Love doesn’t judge, it forgives.
Sin is offending God, or going against His wishes/desires for us. When someone offends you or does something you don’t want then you could say that they have sinned against you, though we usually say that they have pissed us off. Read the rest of this entry »
Babies are interesting teachers of theology, and they have a lot to teach us. They do not know hatred, bigotry, racism, sexism, all the baggage that we, as adults, carry with us (whether we see it in ourselves or not). Read the rest of this entry »
For six days our internet service was down, we were disconnected from our etherfriends it was horrible…for the first couple days. After that you kind of get used to it, missing it only once in a while. It’s like that with church. You missed church Sunday and it was terrible, you felt bad. The following Sunday you missed it again, it was still terrible but not quite so much. After a few Sundays you no longer miss it.
When the internet came back it was like a long-lost friend came for a visit…it was fantastic! We caught up with old friends (read the accumulated email), reconnected with the lives we followed (blogs), and delighted in things going back to the way they used to be – comfy cozy.
It’s the same with church. If you left for a while then returned you reconnect with old friends, and you feel good being back where your soul knows it belongs. If you’ve lapsed why not go back, maybe you’ll feel delighted that thing are back to they way they they used to be – comfort for the soul.
This is a question that has stumped scholars for thousands of years. I would like to offer an answer from an unexpected source, Read the rest of this entry »
Jesus asked that we love each other with the same love that he showed to us. Love demands two things: acceptance and forgiveness.
If we are unwilling to accept that others may see/feel/believe different that we do then how can we truly love them? God accepts that we are different from each other, he made each of us as we were when we were born, and into the families into which we were born. He did not make us clones of each other, but made each of us different, and incomplete. With all due respect to Simon and Garfunkel, we were not made to be islands, but to need each other. Man needs woman, the hunter needs the gatherer, the warrior needs the diplomat, the liberal needs the conservative, and vice-versa. The Christian needs the Jew, the Muslim, and, yes, even the Hindu and Native American. It is only by seeing God in his Infinite Diversity that we can see God in everyone we encounter. And it is only by seeing God in others that we can accept each other fully.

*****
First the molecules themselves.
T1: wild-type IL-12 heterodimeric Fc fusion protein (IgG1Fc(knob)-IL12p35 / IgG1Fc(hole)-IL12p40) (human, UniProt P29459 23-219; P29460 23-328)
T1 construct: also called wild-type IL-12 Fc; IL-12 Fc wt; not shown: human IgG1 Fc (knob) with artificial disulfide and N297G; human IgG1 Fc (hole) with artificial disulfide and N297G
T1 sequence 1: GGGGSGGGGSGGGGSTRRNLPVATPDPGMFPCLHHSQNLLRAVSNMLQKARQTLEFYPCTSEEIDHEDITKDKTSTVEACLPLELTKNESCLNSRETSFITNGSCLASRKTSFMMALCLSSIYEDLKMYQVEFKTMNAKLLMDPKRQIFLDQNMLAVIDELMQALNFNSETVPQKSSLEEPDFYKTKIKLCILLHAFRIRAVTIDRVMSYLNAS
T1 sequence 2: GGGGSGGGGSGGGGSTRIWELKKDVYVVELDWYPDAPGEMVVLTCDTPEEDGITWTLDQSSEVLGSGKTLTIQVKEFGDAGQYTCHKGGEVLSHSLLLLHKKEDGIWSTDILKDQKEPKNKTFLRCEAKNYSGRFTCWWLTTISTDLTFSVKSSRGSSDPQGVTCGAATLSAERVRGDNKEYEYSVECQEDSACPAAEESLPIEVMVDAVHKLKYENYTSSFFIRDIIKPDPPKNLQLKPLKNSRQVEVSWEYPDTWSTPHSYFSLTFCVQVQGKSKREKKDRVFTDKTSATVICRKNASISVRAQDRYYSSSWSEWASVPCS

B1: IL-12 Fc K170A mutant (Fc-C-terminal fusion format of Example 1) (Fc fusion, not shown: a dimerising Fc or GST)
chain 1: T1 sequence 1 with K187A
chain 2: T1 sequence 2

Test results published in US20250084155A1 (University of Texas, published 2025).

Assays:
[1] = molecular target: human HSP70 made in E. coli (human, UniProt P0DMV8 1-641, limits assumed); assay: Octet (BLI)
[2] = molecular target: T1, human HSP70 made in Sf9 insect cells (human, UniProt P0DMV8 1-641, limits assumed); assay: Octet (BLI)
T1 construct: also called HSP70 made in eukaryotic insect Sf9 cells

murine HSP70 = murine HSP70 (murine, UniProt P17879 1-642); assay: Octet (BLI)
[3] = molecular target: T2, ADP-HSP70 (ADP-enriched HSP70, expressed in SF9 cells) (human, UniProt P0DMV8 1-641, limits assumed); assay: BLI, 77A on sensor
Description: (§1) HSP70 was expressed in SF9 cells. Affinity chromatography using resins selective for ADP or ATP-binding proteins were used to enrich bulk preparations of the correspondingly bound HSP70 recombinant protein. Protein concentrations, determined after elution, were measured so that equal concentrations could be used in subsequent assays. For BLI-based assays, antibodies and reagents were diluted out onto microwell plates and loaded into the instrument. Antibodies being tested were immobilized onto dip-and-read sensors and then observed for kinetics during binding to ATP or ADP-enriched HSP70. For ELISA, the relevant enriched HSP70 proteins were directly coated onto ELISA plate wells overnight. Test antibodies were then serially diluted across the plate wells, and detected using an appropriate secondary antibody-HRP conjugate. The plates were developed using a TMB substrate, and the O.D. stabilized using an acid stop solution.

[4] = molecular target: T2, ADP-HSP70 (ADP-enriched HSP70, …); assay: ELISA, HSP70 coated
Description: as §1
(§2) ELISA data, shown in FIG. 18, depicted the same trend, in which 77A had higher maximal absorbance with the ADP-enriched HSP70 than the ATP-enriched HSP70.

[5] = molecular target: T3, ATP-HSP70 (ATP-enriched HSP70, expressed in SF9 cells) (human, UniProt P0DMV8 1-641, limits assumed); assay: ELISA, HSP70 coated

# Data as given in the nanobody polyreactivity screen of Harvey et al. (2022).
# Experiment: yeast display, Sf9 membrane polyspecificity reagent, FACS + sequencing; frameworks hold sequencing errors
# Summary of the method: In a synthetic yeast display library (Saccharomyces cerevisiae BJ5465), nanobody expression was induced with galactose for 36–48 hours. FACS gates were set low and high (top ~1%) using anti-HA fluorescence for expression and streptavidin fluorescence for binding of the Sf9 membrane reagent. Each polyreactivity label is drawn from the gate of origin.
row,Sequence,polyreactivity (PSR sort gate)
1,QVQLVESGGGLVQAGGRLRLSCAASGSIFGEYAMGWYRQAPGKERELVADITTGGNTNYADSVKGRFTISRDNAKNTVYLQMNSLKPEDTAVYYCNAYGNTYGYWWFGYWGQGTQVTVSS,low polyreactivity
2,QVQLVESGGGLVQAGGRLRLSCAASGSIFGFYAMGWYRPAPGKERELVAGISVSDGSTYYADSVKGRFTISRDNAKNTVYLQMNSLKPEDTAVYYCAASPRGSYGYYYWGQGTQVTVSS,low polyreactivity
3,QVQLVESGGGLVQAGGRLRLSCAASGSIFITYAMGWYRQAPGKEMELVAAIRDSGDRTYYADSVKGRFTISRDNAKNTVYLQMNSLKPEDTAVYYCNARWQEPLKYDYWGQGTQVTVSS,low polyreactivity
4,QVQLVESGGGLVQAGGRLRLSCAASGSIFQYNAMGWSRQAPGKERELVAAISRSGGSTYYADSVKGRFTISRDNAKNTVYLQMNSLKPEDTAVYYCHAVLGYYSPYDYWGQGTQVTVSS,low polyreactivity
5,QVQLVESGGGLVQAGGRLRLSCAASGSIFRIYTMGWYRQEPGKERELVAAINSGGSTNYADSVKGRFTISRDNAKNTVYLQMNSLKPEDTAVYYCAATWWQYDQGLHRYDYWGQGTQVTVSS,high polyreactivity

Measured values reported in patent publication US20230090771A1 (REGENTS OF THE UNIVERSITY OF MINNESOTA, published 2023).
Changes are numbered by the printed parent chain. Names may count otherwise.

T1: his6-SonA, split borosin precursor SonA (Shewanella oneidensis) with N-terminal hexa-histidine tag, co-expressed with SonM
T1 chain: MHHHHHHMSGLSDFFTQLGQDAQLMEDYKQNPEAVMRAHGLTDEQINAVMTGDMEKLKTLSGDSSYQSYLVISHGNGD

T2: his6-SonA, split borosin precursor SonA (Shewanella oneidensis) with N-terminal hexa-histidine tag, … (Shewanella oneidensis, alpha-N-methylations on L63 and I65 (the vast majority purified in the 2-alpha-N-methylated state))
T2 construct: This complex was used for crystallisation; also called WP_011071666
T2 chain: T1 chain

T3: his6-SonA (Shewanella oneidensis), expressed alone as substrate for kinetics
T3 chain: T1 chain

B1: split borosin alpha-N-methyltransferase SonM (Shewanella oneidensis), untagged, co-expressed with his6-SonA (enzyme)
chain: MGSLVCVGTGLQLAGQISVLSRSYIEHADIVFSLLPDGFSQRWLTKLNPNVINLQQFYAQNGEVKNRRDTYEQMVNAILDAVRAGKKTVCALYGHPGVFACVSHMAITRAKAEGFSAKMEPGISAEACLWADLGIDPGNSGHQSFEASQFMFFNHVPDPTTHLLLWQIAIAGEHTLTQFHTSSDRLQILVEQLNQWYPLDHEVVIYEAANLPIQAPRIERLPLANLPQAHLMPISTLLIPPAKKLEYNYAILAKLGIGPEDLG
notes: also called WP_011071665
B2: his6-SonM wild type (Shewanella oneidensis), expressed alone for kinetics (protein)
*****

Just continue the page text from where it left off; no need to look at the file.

Forgiveness is the other thing that love demands. We all make mistakes, it’s part of being human. Anyone who claims to not make mistakes has just made another. From Eve to Adam, down through the ages, man has made mistakes, but God has continued to love us. But you can’t forgive them unless you first love them, then accept that it is because of your differences that probably caused the disagreement in the first place. True forgiveness requires that we put the offense behind us, and not bring it up again. We cannot forget that it happened, but we can leave it in the past.
Acceptance and forgiveness aren’t easy, but for a Christian they are necessary. God forgave mankind for abandoning his will, then accepted that it was because of our free will that it happened. Jesus was the sign of that forgiveness, and our promised eternity with him is the sign of his acceptance.
Love, acceptance, and forgiveness. All are required of Christians, and all are the signs that we truly are followers of Christ.
John 13:35 (RSV) By this all men will know that you are my disciples, if you have love for one another.
Will people know you are a Christian?